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When my mother lived with me, before it became clear she needed 24/7 attention.  She and my Great Pyrenees, Bear were best friends.

When my mother lived with me, before it became clear she needed 24/7 attention. She and my Great Pyrenees, Bear were best friends.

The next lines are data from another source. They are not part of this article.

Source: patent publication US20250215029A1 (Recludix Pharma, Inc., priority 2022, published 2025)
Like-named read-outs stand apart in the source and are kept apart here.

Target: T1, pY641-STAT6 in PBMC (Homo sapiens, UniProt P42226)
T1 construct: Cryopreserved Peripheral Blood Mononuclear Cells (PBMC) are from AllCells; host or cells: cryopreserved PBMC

10391642_1304303805607_6638656_nI woke up at 5 am today. Couldn’t go back to sleep. Couldn’t stop thinking about my mother. I went to see her yesterday. She’s in the late stages of Alzheimer’s and now has brain cancer. She tries to talk, but it comes out as gibberish. Every minute or so, you might pick out a word or two, but mostly, it’s just sounds, staccato and broken. She tried to say things to me, and at one point, I just smiled at her and she did say the word pretty. I think. She touched my cheek over and over and caressed my hair. The next minute, she was literally trying to pull my dress off of me by the sleeve. She was fascinated by the pattern on it, I suppose. I tried not to cry, but seeing her this way, looking into her eyes and wanting more than anything in the world to hear her voice speak to me and tell me it would all be ok, and knowing it was forever gone…I couldn’t stop the tears. I didn’t want to upset her, but she touched both of my eyes and tried to tell me something. For a brief moment. Then she slipped away again. I feel as if I lost her a long time ago. Even though I know it’s not possible, every time I slip into her room and sit by her bed, I hope if I could just look deep enough into her eyes, she would be there, waiting for me, with her sweet smile and laughter. I want to be able to reach inside with my soul to find hers, because how can she forget me? All the memories, the laughter, the long conversations, the lifetime of her being my mother, and me being her daughter? She raised up off the bed and kept stroking my hair, saying something. She knew what she was saying, but it was unintelligible to me. Still, the touch of her hand on my face and hair moved me so that I gathered her in my arms and held her. She let me, and I cried and cried and told her how much I missed her and loved her. When we pulled apart, she just looked at me as if the rawness of that moment had shocked her too. I smiled, to comfort her, and she beamed at me. I don’t know if a smile has ever hurt me so much. She was the most wonderful mother a child could hope for and I was lucky to have her for a little while. She may not remember me, but I will never ever forget the depth of her love.

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